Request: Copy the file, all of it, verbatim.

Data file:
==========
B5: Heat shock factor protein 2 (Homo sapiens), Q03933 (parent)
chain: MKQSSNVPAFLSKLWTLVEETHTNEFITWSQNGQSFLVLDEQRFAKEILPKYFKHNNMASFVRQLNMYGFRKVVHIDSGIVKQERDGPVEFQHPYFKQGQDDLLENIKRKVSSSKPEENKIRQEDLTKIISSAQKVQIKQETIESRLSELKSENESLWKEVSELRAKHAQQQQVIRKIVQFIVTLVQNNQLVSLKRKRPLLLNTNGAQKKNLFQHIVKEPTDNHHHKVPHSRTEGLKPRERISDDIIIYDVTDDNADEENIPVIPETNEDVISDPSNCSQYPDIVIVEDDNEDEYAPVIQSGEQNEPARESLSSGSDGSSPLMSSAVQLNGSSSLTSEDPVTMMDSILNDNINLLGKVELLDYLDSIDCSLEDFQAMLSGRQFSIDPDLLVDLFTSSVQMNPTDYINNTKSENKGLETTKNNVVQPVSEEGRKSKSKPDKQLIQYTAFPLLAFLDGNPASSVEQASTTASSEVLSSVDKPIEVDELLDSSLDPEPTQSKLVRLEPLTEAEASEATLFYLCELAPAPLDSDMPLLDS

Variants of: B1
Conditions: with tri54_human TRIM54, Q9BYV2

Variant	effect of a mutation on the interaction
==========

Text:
B5: Heat shock factor protein 2 (Homo sapiens), Q03933 (parent)
chain: MKQSSNVPAFLSKLWTLVEETHTNEFITWSQNGQSFLVLDEQRFAKEILPKYFKHNNMASFVRQLNMYGFRKVVHIDSGIVKQERDGPVEFQHPYFKQGQDDLLENIKRKVSSSKPEENKIRQEDLTKIISSAQKVQIKQETIESRLSELKSENESLWKEVSELRAKHAQQQQVIRKIVQFIVTLVQNNQLVSLKRKRPLLLNTNGAQKKNLFQHIVKEPTDNHHHKVPHSRTEGLKPRERISDDIIIYDVTDDNADEENIPVIPETNEDVISDPSNCSQYPDIVIVEDDNEDEYAPVIQSGEQNEPARESLSSGSDGSSPLMSSAVQLNGSSSLTSEDPVTMMDSILNDNINLLGKVELLDYLDSIDCSLEDFQAMLSGRQFSIDPDLLVDLFTSSVQMNPTDYINNTKSENKGLETTKNNVVQPVSEEGRKSKSKPDKQLIQYTAFPLLAFLDGNPASSVEQASTTASSEVLSSVDKPIEVDELLDSSLDPEPTQSKLVRLEPLTEAEASEATLFYLCELAPAPLDSDMPLLDS

Variants of: B1
Conditions: with tri54_human TRIM54, Q9BYV2

Variant	effect of a mutation on the interaction